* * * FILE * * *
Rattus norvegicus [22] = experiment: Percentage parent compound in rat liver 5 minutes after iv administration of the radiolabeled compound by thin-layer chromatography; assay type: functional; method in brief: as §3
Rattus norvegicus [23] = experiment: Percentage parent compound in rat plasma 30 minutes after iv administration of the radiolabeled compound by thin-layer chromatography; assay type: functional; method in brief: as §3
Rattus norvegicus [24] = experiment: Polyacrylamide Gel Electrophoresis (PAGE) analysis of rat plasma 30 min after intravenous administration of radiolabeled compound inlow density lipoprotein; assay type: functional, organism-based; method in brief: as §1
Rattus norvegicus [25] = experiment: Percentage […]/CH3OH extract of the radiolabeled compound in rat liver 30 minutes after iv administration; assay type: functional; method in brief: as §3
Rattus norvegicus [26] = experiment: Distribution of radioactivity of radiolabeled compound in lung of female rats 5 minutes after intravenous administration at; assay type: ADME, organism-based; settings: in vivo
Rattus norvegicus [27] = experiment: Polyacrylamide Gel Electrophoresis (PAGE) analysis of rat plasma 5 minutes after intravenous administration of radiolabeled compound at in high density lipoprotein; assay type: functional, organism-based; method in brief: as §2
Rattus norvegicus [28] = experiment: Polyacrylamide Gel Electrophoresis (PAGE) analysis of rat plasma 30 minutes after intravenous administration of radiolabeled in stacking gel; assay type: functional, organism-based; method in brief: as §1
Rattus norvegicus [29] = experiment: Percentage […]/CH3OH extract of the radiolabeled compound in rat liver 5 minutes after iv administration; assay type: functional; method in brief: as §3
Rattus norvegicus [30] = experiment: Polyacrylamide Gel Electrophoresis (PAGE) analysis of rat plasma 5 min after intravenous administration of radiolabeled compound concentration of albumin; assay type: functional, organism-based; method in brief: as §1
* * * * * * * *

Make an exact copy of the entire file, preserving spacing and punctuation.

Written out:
Rattus norvegicus [22] = experiment: Percentage parent compound in rat liver 5 minutes after iv administration of the radiolabeled compound by thin-layer chromatography; assay type: functional; method in brief: as §3
Rattus norvegicus [23] = experiment: Percentage parent compound in rat plasma 30 minutes after iv administration of the radiolabeled compound by thin-layer chromatography; assay type: functional; method in brief: as §3
Rattus norvegicus [24] = experiment: Polyacrylamide Gel Electrophoresis (PAGE) analysis of rat plasma 30 min after intravenous administration of radiolabeled compound inlow density lipoprotein; assay type: functional, organism-based; method in brief: as §1
Rattus norvegicus [25] = experiment: Percentage […]/CH3OH extract of the radiolabeled compound in rat liver 30 minutes after iv administration; assay type: functional; method in brief: as §3
Rattus norvegicus [26] = experiment: Distribution of radioactivity of radiolabeled compound in lung of female rats 5 minutes after intravenous administration at; assay type: ADME, organism-based; settings: in vivo
Rattus norvegicus [27] = experiment: Polyacrylamide Gel Electrophoresis (PAGE) analysis of rat plasma 5 minutes after intravenous administration of radiolabeled compound at in high density lipoprotein; assay type: functional, organism-based; method in brief: as §2
Rattus norvegicus [28] = experiment: Polyacrylamide Gel Electrophoresis (PAGE) analysis of rat plasma 30 minutes after intravenous administration of radiolabeled in stacking gel; assay type: functional, organism-based; method in brief: as §1
Rattus norvegicus [29] = experiment: Percentage […]/CH3OH extract of the radiolabeled compound in rat liver 5 minutes after iv administration; assay type: functional; method in brief: as §3
Rattus norvegicus [30] = experiment: Polyacrylamide Gel Electrophoresis (PAGE) analysis of rat plasma 5 min after intravenous administration of radiolabeled compound concentration of albumin; assay type: functional, organism-based; method in brief: as §1